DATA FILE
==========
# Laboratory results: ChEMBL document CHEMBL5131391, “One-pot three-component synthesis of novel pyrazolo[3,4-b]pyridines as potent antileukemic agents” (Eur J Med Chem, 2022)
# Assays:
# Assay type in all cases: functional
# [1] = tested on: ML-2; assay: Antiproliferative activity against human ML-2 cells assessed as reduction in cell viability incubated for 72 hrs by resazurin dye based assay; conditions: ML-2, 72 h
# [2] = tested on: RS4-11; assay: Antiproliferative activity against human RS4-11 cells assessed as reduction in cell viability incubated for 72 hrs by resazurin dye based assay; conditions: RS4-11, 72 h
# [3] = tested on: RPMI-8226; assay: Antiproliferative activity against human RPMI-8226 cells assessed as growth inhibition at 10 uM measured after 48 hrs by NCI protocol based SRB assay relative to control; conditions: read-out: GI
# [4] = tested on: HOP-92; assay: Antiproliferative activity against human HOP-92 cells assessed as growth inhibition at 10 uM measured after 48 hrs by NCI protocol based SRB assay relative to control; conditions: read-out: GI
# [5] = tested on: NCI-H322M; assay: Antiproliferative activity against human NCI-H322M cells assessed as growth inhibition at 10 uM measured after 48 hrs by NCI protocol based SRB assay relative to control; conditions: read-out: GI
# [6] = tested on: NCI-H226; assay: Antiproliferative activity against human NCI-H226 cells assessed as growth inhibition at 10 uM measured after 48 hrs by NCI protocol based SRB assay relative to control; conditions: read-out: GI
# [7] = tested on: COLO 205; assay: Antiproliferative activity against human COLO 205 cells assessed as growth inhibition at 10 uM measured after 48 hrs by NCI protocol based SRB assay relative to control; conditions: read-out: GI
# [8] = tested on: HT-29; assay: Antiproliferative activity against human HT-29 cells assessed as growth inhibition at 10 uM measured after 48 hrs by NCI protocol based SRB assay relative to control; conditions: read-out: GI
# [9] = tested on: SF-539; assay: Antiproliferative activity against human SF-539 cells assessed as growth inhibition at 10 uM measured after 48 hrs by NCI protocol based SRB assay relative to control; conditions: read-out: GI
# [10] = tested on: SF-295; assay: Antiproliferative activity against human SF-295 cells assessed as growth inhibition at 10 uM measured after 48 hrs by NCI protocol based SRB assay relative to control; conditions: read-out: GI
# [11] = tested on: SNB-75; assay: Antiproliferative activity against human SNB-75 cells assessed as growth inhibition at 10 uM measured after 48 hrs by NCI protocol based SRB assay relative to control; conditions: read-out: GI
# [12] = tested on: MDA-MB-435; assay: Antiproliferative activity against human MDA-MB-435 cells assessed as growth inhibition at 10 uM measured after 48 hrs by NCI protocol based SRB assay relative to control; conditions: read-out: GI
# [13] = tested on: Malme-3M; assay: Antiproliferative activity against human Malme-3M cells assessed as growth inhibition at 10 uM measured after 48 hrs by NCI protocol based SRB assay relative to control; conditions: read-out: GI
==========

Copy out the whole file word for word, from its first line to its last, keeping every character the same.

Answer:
# Laboratory results: ChEMBL document CHEMBL5131391, “One-pot three-component synthesis of novel pyrazolo[3,4-b]pyridines as potent antileukemic agents” (Eur J Med Chem, 2022)
# Assays:
# Assay type in all cases: functional
# [1] = tested on: ML-2; assay: Antiproliferative activity against human ML-2 cells assessed as reduction in cell viability incubated for 72 hrs by resazurin dye based assay; conditions: ML-2, 72 h
# [2] = tested on: RS4-11; assay: Antiproliferative activity against human RS4-11 cells assessed as reduction in cell viability incubated for 72 hrs by resazurin dye based assay; conditions: RS4-11, 72 h
# [3] = tested on: RPMI-8226; assay: Antiproliferative activity against human RPMI-8226 cells assessed as growth inhibition at 10 uM measured after 48 hrs by NCI protocol based SRB assay relative to control; conditions: read-out: GI
# [4] = tested on: HOP-92; assay: Antiproliferative activity against human HOP-92 cells assessed as growth inhibition at 10 uM measured after 48 hrs by NCI protocol based SRB assay relative to control; conditions: read-out: GI
# [5] = tested on: NCI-H322M; assay: Antiproliferative activity against human NCI-H322M cells assessed as growth inhibition at 10 uM measured after 48 hrs by NCI protocol based SRB assay relative to control; conditions: read-out: GI
# [6] = tested on: NCI-H226; assay: Antiproliferative activity against human NCI-H226 cells assessed as growth inhibition at 10 uM measured after 48 hrs by NCI protocol based SRB assay relative to control; conditions: read-out: GI
# [7] = tested on: COLO 205; assay: Antiproliferative activity against human COLO 205 cells assessed as growth inhibition at 10 uM measured after 48 hrs by NCI protocol based SRB assay relative to control; conditions: read-out: GI
# [8] = tested on: HT-29; assay: Antiproliferative activity against human HT-29 cells assessed as growth inhibition at 10 uM measured after 48 hrs by NCI protocol based SRB assay relative to control; conditions: read-out: GI
# [9] = tested on: SF-539; assay: Antiproliferative activity against human SF-539 cells assessed as growth inhibition at 10 uM measured after 48 hrs by NCI protocol based SRB assay relative to control; conditions: read-out: GI
# [10] = tested on: SF-295; assay: Antiproliferative activity against human SF-295 cells assessed as growth inhibition at 10 uM measured after 48 hrs by NCI protocol based SRB assay relative to control; conditions: read-out: GI
# [11] = tested on: SNB-75; assay: Antiproliferative activity against human SNB-75 cells assessed as growth inhibition at 10 uM measured after 48 hrs by NCI protocol based SRB assay relative to control; conditions: read-out: GI
# [12] = tested on: MDA-MB-435; assay: Antiproliferative activity against human MDA-MB-435 cells assessed as growth inhibition at 10 uM measured after 48 hrs by NCI protocol based SRB assay relative to control; conditions: read-out: GI
# [13] = tested on: Malme-3M; assay: Antiproliferative activity against human Malme-3M cells assessed as growth inhibition at 10 uM measured after 48 hrs by NCI protocol based SRB assay relative to control; conditions: read-out: GI